Did Colonial Williamsburg violate a student’s rights by refusing to let him eat his own homemade gluten-free meal in one of its restaurants?
That question was before the 4th U.S. Circuit Court of Appeals this morning, where oral argument focused on whether or not the restaurant’s own “gluten-free” menu offering was a reasonable accommodation for an 11-year-old child – known as “J.D.” in court documents – with a severe sensitivity to gluten. The case is J.D. v. Colonial Williamsburg Foundation, No. 18-1725.
When “gluten-free” isn’t enough
According to J.D.’s brief, he was diagnosed at a young age with Celiac disease, a genetic autoimmune disorder where even trace amounts of gluten can damage the small intestine and cause short- and long-term impairment. Such small amounts are easily dispersed during standard food preparation via flour particles in the air, and they can be difficult or impossible to remove from cooking utensils by washing. This “cross-contamination” compounds the absence of federal “gluten-free” labeling standards, so it’s hard for people like J.D. to eat commercially-prepared food safely.
On the few occasions when J.D.’s family tried to arrange in advance for truly gluten-free meals at restaurants, even clear communication about food prep standards didn’t always get through to the kitchen. There was no way to detect gluten before eating, but afterward J.D. would be ill for days or even months. Those experiences are why he eats at only two restaurants, J.D.’s counsel, Mary Vargas, told the court.
But a school field trip to Colonial Williamsburg was different, she argued. It was an all-day excursion with a busy itinerary that included dinner at Shields Tavern, followed by more activities. At the tavern, when J.D. began to eat the gluten-free dinner he’d brought from home, restaurant staff told him he was violating the restaurant’s no-outside-food policy, which Virginia’s health code required them to have.
The chef at Shields Tavern offered to make a gluten-free meal. But J.D.’s father, attending as a chaperone, declined, explaining the complexity of avoiding cross-contamination. Restaurant staff ushered J.D. to an outdoor pavilion where he could eat his own food, but J.D. was distressed to be separated from his peers.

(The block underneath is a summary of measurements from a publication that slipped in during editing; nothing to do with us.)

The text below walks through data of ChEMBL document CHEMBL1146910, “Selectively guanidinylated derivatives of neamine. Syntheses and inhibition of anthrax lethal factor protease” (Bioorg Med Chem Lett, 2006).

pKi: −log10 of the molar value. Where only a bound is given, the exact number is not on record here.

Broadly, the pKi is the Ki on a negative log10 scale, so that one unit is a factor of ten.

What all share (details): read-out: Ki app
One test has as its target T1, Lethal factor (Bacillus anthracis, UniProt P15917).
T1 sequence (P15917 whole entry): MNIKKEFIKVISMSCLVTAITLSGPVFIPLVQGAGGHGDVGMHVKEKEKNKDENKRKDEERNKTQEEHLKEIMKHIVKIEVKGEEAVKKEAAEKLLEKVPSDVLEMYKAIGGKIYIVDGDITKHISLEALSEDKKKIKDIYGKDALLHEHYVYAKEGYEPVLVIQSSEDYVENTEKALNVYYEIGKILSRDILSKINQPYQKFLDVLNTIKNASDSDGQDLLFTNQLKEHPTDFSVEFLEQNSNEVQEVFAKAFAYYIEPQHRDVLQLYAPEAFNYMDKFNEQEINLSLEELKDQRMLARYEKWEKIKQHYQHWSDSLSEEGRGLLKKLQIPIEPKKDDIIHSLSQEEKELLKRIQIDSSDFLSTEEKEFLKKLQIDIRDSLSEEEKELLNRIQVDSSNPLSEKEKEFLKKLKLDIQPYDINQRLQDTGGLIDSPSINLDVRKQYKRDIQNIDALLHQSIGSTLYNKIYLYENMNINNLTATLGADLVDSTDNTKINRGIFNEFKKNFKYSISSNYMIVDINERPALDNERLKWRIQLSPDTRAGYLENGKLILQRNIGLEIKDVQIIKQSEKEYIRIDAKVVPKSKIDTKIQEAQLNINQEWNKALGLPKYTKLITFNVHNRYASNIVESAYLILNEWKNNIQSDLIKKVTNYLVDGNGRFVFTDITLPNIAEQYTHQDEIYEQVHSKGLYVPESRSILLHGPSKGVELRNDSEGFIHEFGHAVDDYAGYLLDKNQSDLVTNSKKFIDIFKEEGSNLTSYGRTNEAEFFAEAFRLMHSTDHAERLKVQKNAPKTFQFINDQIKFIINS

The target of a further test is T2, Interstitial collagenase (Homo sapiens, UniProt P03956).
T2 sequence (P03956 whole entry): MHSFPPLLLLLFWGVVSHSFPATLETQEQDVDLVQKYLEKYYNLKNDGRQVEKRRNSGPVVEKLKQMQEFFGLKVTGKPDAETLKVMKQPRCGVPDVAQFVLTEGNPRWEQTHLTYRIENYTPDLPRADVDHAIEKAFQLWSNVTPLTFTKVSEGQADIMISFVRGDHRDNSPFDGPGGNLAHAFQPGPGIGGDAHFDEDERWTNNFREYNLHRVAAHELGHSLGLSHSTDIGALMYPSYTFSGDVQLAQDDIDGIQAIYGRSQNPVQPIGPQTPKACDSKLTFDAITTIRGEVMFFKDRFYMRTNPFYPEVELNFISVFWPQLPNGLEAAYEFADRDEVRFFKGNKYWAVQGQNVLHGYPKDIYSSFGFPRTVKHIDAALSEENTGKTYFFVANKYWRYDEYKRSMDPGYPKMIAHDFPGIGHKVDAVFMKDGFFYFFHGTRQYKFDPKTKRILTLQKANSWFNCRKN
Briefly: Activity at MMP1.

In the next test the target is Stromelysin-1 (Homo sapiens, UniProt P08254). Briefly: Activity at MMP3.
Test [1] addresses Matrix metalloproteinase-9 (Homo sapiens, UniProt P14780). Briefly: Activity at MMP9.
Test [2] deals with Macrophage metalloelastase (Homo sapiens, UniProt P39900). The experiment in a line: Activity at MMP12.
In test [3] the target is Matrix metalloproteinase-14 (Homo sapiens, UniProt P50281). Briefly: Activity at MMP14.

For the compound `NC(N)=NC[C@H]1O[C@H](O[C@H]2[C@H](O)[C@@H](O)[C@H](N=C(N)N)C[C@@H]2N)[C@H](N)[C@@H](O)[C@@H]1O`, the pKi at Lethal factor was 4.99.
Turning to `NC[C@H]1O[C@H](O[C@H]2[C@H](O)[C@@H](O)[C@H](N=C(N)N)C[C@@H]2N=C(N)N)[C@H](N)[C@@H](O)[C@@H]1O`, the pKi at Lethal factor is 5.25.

Through his father, J.D. sued Colonial Williamsburg under the Americans with Disabilities Act, claiming that eating his own food was a reasonable accommodation that would let him experience the venue on equal footing with his classmates. But the trial court granted summary judgment to Colonial Williamsburg, accepting the chef’s testimony that he prepared several gluten-free meals per day based on his training in culinary school.
Balance of responsibilities?
At oral argument, Judge J. Harvie Wilkinson III challenged Vargas about how the restaurant’s accommodations were unreasonable. After all, the restaurant’s no-outside-food policy was mandated by the state to protect other patrons. And as Judge Albert Diaz observed, the record showed no basis for J.D.’s father to suspect that this particular chef wouldn’t prepare a safe gluten-free meal. “Aren’t you putting Colonial Williamsburg between a rock and a hard place?” Wilkinson asked.
No, Vargas answered, because Colonial Williamsburg restaurants had in fact permitted exceptions in other cases. In those other cases, though, the facilities had notice of a patron’s special needs and time to consider potential accommodations. Here, J.D.’s family didn’t communicate with facilities staff beforehand, which Wilkinson asserted left the Shields Tavern manager with few immediate options. Vargas pointed out that the ADA doesn’t require individuals to give establishments advance notice of their needs, but Wilkinson wasn’t convinced. “You’ve got to give them a chance” to evaluate the accommodation, he said, suggesting that either the parents or the school should perhaps have done more to avoid putting J.D. in an unfortunate position.
Although the panel gave no outward sign it might reverse the district court, that resolution would leave open two broader issues that I’d expect to return in future “reasonable accommodation” litigation.
The first concerns the lack of advance notice that particularly concerned Judge Wilkinson. Though it may be true as a general principle that such notice isn’t legally required, can a failure to make uncommon requests in advance still have the practical effect of making an otherwise-reasonable accommodation unreasonable? Both Colonial Williamsburg and the court seemed inclined toward this proposition.
The second concerns how risk-averse an accommodation-seeker is entitled to be. Here, panel members observed more than once that J.D.’s father didn’t have any immediate reason to decline Shields Tavern’s gluten-free practices specifically as unsafe. But given J.D.’s history of gluten-induced illness, Vargas characterized this approach as akin to Russian roulette. Most of us – indeed, even most diners with gluten sensitivities – may be able to eat out on the default assumption (even if not the guarantee) that the food won’t make us sick. But J.D. argued that his risk calculation has to be fundamentally different than other people’s, such that his default assumption is that he will get sick from commercially-prepared food. Is this reasonable? The district court thought not, and the appellate panel seemed to agree.